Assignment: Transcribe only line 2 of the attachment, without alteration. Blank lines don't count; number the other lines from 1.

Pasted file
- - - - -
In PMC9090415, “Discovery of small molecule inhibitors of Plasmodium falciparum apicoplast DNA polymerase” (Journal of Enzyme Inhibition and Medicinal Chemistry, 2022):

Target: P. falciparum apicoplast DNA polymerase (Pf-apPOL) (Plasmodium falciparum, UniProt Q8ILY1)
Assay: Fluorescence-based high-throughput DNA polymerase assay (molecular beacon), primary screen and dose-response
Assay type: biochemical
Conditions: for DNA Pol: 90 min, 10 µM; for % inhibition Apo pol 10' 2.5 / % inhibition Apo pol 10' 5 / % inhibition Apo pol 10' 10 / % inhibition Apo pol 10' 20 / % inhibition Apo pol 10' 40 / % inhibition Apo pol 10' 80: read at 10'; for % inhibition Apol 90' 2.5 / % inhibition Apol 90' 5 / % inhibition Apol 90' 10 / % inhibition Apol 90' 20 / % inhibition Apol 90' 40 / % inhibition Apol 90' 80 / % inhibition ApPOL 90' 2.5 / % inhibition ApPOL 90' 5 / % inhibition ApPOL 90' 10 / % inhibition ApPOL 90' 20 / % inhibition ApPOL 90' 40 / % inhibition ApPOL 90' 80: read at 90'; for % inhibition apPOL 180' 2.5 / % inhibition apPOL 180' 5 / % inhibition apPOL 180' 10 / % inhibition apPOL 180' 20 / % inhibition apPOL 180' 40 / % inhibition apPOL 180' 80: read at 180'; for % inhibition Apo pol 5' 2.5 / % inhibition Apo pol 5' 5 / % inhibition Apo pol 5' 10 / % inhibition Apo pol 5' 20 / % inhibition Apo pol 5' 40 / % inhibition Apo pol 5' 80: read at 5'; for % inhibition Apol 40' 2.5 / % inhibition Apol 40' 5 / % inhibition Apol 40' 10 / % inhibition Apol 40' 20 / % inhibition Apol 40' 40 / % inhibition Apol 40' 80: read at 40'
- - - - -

Target: P. falciparum apicoplast DNA polymerase (Pf-apPOL) (Plasmodium falciparum, UniProt Q8ILY1)